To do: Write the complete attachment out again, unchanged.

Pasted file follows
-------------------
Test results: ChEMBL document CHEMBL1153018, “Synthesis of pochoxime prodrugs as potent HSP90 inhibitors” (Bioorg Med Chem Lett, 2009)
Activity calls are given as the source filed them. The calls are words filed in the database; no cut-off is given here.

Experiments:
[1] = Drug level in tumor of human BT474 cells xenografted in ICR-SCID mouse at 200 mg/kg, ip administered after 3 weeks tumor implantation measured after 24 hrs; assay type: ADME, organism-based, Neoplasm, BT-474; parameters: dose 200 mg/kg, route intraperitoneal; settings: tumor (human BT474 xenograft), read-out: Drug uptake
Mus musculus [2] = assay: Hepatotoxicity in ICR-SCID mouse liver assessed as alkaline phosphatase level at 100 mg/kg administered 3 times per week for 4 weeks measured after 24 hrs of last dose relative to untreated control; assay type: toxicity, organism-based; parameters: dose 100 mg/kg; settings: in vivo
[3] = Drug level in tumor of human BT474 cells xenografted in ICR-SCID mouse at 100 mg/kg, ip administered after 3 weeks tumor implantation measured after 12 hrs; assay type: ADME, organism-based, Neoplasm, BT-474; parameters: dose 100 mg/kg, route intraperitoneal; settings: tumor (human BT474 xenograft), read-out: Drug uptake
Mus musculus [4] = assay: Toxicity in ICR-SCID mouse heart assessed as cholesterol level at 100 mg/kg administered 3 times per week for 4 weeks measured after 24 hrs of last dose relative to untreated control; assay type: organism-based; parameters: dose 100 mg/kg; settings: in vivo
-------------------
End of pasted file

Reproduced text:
Test results: ChEMBL document CHEMBL1153018, “Synthesis of pochoxime prodrugs as potent HSP90 inhibitors” (Bioorg Med Chem Lett, 2009)
Activity calls are given as the source filed them. The calls are words filed in the database; no cut-off is given here.

Experiments:
[1] = Drug level in tumor of human BT474 cells xenografted in ICR-SCID mouse at 200 mg/kg, ip administered after 3 weeks tumor implantation measured after 24 hrs; assay type: ADME, organism-based, Neoplasm, BT-474; parameters: dose 200 mg/kg, route intraperitoneal; settings: tumor (human BT474 xenograft), read-out: Drug uptake
Mus musculus [2] = assay: Hepatotoxicity in ICR-SCID mouse liver assessed as alkaline phosphatase level at 100 mg/kg administered 3 times per week for 4 weeks measured after 24 hrs of last dose relative to untreated control; assay type: toxicity, organism-based; parameters: dose 100 mg/kg; settings: in vivo
[3] = Drug level in tumor of human BT474 cells xenografted in ICR-SCID mouse at 100 mg/kg, ip administered after 3 weeks tumor implantation measured after 12 hrs; assay type: ADME, organism-based, Neoplasm, BT-474; parameters: dose 100 mg/kg, route intraperitoneal; settings: tumor (human BT474 xenograft), read-out: Drug uptake
Mus musculus [4] = assay: Toxicity in ICR-SCID mouse heart assessed as cholesterol level at 100 mg/kg administered 3 times per week for 4 weeks measured after 24 hrs of last dose relative to untreated control; assay type: organism-based; parameters: dose 100 mg/kg; settings: in vivo